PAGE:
If your cervix was left in place (supracervical hysterectomy) the risk of infection is even less and there are no sutures at the top of the vagina to worry about coming apart.
Returning to Work After Gynecologic Surgery: Advice on when to return to work varies greatly. In the United Kingdom, a survey found that doctors recommended returning to work anywhere from 1 to 10 weeks after surgery. It appears that a gradual return to work is better than an abrupt return to full-time work.
Recovery at Home After Major Gynecologic Surgery
Authors: Evenson M, Payne D, Nygaard I.
Source: Obstetrics and Gynecology, 2012;119:780-4
Study from: University of Utah School of Medicine
Problem: Women’s recovery and pain control during the first 6 weeks following gynecologic surgery has not been well studied.
Study: Women having either abdominal or vaginal surgery were asked to determine their pain and pain medication use after surgery.
Results: 80 women had vaginal surgery; some women had a hysterectomy and others had bladder repair surgery. 47 women had abdominal surgery; some women had a hysterectomy and others had removal of fibroids (myomectomy) or ovarian cysts.
On recovery day 3, inadequate pain control was reported by about 50% of women in both groups and at the end of one week 25% of women had inadequate pain control. By day 14, most women who had vaginal surgery had minimal pain, but 20% of women still had pain after abdominal surgery. Two weeks after discharge, narcotic pain medication was still being used by 10% of women after vaginal surgery and 32% of women after abdominal surgery. By 6 weeks, half of the women in each group felt recovered and two-thirds felt “back to normal.”
Authors’ Conclusions: Pain control after hospital discharge is inadequate for many women after both vaginal and abdominal surgery. The time to full recovery is longer than 6 weeks for half of women.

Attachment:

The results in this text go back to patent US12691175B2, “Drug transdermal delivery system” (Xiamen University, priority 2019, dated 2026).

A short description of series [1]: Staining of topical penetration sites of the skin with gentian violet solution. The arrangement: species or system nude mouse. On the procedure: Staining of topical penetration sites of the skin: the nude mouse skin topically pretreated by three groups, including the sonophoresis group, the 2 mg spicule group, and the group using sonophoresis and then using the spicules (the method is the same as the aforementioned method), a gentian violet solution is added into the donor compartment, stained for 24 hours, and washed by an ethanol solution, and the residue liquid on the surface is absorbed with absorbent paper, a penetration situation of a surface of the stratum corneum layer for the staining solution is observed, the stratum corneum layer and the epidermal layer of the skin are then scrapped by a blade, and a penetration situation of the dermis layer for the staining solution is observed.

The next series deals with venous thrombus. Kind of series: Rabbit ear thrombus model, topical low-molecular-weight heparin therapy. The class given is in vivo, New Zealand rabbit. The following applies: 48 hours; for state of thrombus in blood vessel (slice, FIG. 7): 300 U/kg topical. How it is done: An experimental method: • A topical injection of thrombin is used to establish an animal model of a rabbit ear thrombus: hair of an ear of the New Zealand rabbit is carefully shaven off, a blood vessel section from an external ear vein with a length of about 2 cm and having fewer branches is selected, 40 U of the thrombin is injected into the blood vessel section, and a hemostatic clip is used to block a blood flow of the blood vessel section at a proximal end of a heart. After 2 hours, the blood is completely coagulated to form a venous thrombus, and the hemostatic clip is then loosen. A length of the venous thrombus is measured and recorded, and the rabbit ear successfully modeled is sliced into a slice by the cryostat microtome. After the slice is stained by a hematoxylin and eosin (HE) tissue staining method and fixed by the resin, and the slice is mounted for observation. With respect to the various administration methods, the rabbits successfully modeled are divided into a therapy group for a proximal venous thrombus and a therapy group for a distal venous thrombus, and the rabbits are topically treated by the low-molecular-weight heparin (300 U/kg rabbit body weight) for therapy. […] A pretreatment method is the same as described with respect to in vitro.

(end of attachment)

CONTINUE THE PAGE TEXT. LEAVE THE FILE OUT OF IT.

Dr. Parker’s Comments: Recovery from surgery varies from woman to woman, but it usually takes a bit longer than either the doctor or patient hopes will be the case. In the past 10 years, doctors have been better educated about helping patients manage pain, but some doctors still discourage use of pain medicines and many patients stop using pain medicine before they should. Laparoscopic surgery has been proven to cause less pain and have a faster recovery than abdominal or vaginal surgery. But, even following laparoscopic surgery, patients often try to return to normal activity faster than they should.
I always tell patients that there is no advantage to being a martyr and that they will sleep better and feel better if they take some pain medication for the first few weeks after surgery. Also, patients are not aware of the level of fatigue that they will feel after surgery. And, the fatigue can last for weeks after the pain has gone away. Fatigue is due to a number of things: the effects of anesthesia and narcotic pain medication; the stress of surgery on the body; tissue injury and release of proteins (cytokines) into the bloodstream that are sedating (nature’s way to force you to rest); and, injured tissues need for energy to heal, leaving little reserve for the rest of your body.
So, some form of pain medication allows you to rest more and sleep better. Also understand that recovery and return of energy may take longer than you wish.
These new recommendations need to be fully tested by scientific study, but since this is unlikely to happen soon (or ever), it is best to discuss the new recommendations with your doctor.
By William H. Parker, MD
Clinical Professor, Obstetrics and Gynecology, UCLA School of Medicine
Director of Minimally Invasive Gynecologic Surgery, UCLA Medical Center, Santa Monica
Page last updated: January 19, 2014